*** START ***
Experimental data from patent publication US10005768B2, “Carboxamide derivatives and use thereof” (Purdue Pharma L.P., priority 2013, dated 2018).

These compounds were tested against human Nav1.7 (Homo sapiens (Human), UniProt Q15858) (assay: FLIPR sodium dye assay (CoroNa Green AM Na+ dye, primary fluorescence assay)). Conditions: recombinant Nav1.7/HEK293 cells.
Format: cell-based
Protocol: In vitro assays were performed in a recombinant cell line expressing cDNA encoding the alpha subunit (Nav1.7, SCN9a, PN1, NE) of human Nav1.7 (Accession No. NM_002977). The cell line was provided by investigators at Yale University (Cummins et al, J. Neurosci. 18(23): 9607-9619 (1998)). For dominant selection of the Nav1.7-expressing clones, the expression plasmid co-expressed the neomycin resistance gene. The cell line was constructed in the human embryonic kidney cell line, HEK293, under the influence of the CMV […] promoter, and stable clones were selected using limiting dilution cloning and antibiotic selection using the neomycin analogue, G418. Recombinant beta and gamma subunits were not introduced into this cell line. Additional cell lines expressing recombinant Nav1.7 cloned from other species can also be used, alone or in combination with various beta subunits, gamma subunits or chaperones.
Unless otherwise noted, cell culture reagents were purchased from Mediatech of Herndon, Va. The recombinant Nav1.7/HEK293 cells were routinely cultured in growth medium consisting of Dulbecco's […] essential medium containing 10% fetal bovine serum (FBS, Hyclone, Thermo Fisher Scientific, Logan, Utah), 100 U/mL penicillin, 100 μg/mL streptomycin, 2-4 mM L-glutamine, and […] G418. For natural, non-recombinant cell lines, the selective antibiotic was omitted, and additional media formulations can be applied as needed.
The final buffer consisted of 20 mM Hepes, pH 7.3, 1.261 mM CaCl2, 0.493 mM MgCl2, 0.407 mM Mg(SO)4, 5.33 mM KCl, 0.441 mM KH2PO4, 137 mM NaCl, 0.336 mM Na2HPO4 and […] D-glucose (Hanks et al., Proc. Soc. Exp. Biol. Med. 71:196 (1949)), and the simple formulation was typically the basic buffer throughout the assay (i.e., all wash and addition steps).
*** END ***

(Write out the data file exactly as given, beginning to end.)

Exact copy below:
Experimental data from patent publication US10005768B2, “Carboxamide derivatives and use thereof” (Purdue Pharma L.P., priority 2013, dated 2018).

These compounds were tested against human Nav1.7 (Homo sapiens (Human), UniProt Q15858) (assay: FLIPR sodium dye assay (CoroNa Green AM Na+ dye, primary fluorescence assay)). Conditions: recombinant Nav1.7/HEK293 cells.
Format: cell-based
Protocol: In vitro assays were performed in a recombinant cell line expressing cDNA encoding the alpha subunit (Nav1.7, SCN9a, PN1, NE) of human Nav1.7 (Accession No. NM_002977). The cell line was provided by investigators at Yale University (Cummins et al, J. Neurosci. 18(23): 9607-9619 (1998)). For dominant selection of the Nav1.7-expressing clones, the expression plasmid co-expressed the neomycin resistance gene. The cell line was constructed in the human embryonic kidney cell line, HEK293, under the influence of the CMV […] promoter, and stable clones were selected using limiting dilution cloning and antibiotic selection using the neomycin analogue, G418. Recombinant beta and gamma subunits were not introduced into this cell line. Additional cell lines expressing recombinant Nav1.7 cloned from other species can also be used, alone or in combination with various beta subunits, gamma subunits or chaperones.
Unless otherwise noted, cell culture reagents were purchased from Mediatech of Herndon, Va. The recombinant Nav1.7/HEK293 cells were routinely cultured in growth medium consisting of Dulbecco's […] essential medium containing 10% fetal bovine serum (FBS, Hyclone, Thermo Fisher Scientific, Logan, Utah), 100 U/mL penicillin, 100 μg/mL streptomycin, 2-4 mM L-glutamine, and […] G418. For natural, non-recombinant cell lines, the selective antibiotic was omitted, and additional media formulations can be applied as needed.
The final buffer consisted of 20 mM Hepes, pH 7.3, 1.261 mM CaCl2, 0.493 mM MgCl2, 0.407 mM Mg(SO)4, 5.33 mM KCl, 0.441 mM KH2PO4, 137 mM NaCl, 0.336 mM Na2HPO4 and […] D-glucose (Hanks et al., Proc. Soc. Exp. Biol. Med. 71:196 (1949)), and the simple formulation was typically the basic buffer throughout the assay (i.e., all wash and addition steps).